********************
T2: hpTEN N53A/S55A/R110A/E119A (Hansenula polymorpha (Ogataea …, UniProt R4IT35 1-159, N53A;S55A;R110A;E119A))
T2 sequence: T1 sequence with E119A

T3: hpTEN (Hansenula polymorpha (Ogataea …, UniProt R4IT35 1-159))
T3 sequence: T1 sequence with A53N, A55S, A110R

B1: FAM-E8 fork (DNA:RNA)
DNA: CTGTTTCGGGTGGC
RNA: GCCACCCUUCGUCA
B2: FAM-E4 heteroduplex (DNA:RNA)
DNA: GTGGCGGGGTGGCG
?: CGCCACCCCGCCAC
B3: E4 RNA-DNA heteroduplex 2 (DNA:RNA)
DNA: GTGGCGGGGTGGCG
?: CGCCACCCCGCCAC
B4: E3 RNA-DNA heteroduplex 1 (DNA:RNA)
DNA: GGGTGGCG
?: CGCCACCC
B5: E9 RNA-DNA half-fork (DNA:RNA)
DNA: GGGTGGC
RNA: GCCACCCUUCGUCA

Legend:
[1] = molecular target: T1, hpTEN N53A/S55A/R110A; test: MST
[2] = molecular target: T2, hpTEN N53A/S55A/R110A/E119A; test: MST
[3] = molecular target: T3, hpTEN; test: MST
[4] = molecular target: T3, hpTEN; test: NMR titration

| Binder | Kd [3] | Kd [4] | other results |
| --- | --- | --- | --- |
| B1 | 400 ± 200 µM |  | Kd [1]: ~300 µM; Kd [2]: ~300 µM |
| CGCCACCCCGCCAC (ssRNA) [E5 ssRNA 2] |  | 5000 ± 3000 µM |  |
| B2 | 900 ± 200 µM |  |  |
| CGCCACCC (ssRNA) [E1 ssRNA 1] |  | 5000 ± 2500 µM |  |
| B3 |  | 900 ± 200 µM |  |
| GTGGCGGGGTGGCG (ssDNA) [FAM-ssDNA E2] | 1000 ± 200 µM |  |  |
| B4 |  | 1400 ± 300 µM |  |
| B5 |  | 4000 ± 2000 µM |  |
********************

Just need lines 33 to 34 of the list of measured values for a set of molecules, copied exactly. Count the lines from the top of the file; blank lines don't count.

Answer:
| B4 |  | 1400 ± 300 µM |  |
| B5 |  | 4000 ± 2000 µM |  |